Cecil the Dapper Fox trudged on through the forest; from above Squirrels were looking down from the treetops, silhouetted against the hazy September sky. Autumn took over the forest and the leaves fell from the trees, golden, red and yellow to the floor. Cecil’s lovely suit had become muddied and tattered after walking for so long on four legs.
“Oh my splendid suit is most ruined!” He said sadly, shaking his head and swishing his luxurious bushy tail tipped with white.
‘Well now,” he continued “I suppose I had better make my way home and find a change of clothes.”
Hooting from above; the wise old Owl was heard in the forest, the crisp October air carrying the sound right into Cecil the Dapper Fox‘s pointy ears.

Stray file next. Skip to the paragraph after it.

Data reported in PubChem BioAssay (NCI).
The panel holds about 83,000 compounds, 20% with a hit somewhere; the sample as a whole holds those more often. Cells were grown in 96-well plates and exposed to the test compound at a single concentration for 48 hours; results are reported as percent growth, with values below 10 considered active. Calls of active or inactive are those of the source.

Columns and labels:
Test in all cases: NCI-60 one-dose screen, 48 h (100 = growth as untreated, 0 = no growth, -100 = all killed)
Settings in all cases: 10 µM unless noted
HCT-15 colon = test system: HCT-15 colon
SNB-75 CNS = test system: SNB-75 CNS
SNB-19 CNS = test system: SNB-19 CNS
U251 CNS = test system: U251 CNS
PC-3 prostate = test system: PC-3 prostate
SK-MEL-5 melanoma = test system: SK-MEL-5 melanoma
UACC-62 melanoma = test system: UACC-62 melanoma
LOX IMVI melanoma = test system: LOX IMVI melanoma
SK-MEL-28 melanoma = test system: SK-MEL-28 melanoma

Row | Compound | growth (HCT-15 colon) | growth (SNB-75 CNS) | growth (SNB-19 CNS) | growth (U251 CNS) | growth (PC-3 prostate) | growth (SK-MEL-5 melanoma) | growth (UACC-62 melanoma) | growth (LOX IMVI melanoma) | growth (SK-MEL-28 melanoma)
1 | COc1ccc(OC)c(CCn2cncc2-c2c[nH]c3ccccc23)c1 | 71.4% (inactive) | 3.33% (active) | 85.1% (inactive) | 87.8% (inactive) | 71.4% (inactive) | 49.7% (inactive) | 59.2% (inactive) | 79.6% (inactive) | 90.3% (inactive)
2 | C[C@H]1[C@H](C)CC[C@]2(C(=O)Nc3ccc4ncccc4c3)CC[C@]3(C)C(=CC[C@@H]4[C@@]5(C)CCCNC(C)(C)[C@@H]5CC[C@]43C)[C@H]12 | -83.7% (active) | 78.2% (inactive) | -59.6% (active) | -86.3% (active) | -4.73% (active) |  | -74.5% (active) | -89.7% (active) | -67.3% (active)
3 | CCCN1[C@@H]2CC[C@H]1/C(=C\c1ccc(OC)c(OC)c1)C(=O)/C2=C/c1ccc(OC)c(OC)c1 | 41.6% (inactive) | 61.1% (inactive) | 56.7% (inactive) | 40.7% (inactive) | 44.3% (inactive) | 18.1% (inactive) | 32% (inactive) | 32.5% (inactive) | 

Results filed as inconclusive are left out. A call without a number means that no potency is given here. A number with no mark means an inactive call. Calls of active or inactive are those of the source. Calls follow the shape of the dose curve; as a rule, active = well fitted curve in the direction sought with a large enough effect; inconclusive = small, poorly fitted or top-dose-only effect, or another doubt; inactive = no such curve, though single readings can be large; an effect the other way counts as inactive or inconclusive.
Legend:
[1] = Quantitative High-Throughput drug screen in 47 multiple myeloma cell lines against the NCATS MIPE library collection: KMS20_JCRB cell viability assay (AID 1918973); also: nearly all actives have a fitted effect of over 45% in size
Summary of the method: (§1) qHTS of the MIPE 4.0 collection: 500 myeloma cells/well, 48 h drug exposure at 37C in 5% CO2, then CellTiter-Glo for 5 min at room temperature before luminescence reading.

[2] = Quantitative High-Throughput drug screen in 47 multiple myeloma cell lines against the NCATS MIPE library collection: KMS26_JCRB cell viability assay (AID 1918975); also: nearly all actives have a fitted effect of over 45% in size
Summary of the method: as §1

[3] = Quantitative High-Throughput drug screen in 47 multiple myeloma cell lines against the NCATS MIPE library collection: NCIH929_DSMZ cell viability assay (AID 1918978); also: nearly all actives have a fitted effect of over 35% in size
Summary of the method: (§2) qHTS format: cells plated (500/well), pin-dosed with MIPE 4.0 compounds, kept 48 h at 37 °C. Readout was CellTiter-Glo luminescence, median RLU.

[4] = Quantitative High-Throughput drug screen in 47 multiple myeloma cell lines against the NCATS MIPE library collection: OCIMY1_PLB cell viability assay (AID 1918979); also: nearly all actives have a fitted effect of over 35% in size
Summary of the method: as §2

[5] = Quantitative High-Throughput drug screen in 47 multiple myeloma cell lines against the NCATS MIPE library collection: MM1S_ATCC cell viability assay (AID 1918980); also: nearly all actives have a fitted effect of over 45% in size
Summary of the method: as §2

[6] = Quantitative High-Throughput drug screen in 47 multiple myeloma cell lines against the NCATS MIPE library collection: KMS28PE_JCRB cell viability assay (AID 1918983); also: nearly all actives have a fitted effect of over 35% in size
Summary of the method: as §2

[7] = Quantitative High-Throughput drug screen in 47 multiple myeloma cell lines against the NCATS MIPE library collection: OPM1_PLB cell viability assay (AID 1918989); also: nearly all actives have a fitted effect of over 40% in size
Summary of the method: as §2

“For such a peaceful place, this forest does seem to be quite noisy.” observed Cecil and he sniffed around for tracks of his Hare prey.
“Oh drat and double drat, I appear to have lost them again!” He said disheartened. Autumn was a busy time, with the animals of the forest scurrying around making preparations for winter.
Cecil sat on his haunches. The lack of nourishing food was making him feel most dizzy.
In the early November frosts, the perky Robin squawked from a branch of a large maple tree, his red breast huffing and puffing in and out excitedly:
“Warning! Warning! Winter is almost here and there’s a Fox stalking through the forest! Warning!”
“Oh do shut up!” Snapped Cecil the Dapper Fox. The birds and their incessant talking gave him such a headache. He still hadn’t found any food; signs of an acorn banquet were all he discovered with none left for him.
He trotted on towards his den where he possibly had a tin of soup to satisfy his appetite.